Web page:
I had a little situation where I head a header with a span in it, and I wanted to make sure to put a line break before the span. For the record, there really isn't anything wrong with just chucking a <br> tag before it (and in fact the ability to show/hide that is very useful). But... it always feels a little weird to have to use HTML to achieve a layout thing.

So let's take a journey. A journey in which we say "But..." a lot.

<h1 class="one">

  Break right after this

  <!-- <br> could go here, but can we do it with CSS? -->

    and before this


A block level element would do it

Rather than a <span>, we could use a <div>, and we'll get that break just by virtue of the div being a block-level element.

But we're using a span on purpose, because of the design. The text after the break should be inline/inline-block, because it's going to have a background and padding and such.

You can insert line breaks via pseudo element

It's easy:

h1 span::before {
  content: "\A";

But... the <span> is an inline element. The line break won't do anything! Just like a real line break won't do anything.

We can force that line break to work by making white space meaningful...

h1.two span::before {
  content: "\A";
  white-space: pre;

That actually works. But... because of the padding and background, it leaves a little chunk of that behind when the line breaks:

We could fix the awkward-left-edge-hugging on by using box-decoration-break: clone;, but... that just leaves a bigger chunk up top:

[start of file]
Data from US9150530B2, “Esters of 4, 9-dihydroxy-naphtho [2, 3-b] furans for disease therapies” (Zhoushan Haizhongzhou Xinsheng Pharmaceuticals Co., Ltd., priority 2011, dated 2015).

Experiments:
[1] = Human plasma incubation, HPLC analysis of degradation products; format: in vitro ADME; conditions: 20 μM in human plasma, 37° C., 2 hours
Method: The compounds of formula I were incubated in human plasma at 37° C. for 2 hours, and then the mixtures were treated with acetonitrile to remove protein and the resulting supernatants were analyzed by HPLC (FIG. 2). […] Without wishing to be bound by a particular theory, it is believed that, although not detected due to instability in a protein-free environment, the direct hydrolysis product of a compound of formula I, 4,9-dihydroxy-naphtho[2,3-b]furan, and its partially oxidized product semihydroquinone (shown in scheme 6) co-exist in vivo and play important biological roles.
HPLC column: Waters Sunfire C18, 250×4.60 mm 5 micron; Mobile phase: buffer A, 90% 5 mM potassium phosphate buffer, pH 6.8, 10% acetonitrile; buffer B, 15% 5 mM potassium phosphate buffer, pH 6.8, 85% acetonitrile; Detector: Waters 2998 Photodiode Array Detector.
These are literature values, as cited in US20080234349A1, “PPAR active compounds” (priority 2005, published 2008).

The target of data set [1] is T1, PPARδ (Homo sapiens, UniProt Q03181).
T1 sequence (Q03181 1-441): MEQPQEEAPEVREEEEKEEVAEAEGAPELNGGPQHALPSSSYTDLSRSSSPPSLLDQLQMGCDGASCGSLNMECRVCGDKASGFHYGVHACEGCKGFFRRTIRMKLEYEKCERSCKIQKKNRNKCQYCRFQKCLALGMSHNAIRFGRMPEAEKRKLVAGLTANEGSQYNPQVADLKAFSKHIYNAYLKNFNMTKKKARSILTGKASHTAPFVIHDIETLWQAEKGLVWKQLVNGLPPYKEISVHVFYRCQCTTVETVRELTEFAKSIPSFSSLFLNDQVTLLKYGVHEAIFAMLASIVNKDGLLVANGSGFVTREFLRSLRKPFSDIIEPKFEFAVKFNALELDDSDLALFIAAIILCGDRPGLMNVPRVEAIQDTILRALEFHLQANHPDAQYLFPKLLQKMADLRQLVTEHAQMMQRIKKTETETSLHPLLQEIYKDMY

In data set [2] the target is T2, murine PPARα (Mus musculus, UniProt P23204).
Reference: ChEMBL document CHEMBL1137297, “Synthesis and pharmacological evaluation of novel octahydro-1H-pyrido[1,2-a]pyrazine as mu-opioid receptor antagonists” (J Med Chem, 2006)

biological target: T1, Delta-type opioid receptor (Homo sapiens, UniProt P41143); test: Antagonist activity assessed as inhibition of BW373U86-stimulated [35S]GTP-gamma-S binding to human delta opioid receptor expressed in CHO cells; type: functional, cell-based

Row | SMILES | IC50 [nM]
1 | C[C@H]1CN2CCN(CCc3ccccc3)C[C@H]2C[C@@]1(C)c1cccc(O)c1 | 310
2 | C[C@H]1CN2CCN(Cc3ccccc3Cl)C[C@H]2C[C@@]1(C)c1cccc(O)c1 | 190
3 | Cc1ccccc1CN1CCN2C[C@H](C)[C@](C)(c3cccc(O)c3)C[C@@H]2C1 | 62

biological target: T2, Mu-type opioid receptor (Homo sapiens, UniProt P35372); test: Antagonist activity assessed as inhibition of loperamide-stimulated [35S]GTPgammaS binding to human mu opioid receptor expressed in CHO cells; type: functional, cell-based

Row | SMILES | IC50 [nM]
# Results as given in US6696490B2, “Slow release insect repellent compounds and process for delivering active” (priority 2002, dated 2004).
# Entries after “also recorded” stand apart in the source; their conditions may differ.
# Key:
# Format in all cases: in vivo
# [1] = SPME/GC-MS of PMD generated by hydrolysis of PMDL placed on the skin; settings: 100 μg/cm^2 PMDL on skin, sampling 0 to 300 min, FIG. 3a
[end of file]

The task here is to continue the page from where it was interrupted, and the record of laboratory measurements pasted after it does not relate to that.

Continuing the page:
box-decoration-break is great for some issues, but not this one.

If we made the span inline-block, the break would happen within that block, which isn't what we want either:

Making the pseudo element block-level and leaving the span alone doesn't do the trick either:

You could get a little weird and inject the actual text with a pseudo element

This was Aaron Bushnell's idea. The trick here is to make the span block level, but then inject the text with a pseudo element and style it as an inline element.

h1 span {
  display: block;
h1 span::before {
  content: attr(data-text);
  background: black;
  padding: 1px 8px;

It works! But...

I've long been a fan of pseudo element trickery, but this feels slightly dangerous in that you may be hurting accessibility. I think some screen readers read pseudo elements, but I don't think all, nor are they supposed to. Not to mention you can't copy and paste all the text this way. At least the text is still maintained entirely in the HTML!

Exploiting table layout

My favorite idea came from Thierry Koblentz. Just make the span display: table; and you're done. It's not tabular data of course, but that doesn't matter. The face you can force table layout from CSS is all about exploiting the unique layout properties of table layout — not semantics.

h1 span {
  display: table;

Live Demos

Including one where we just use a <br>, which is fine.

See the Pen Attempting a line break before and inline-block within a header by Chris Coyier (@chriscoyier) on CodePen.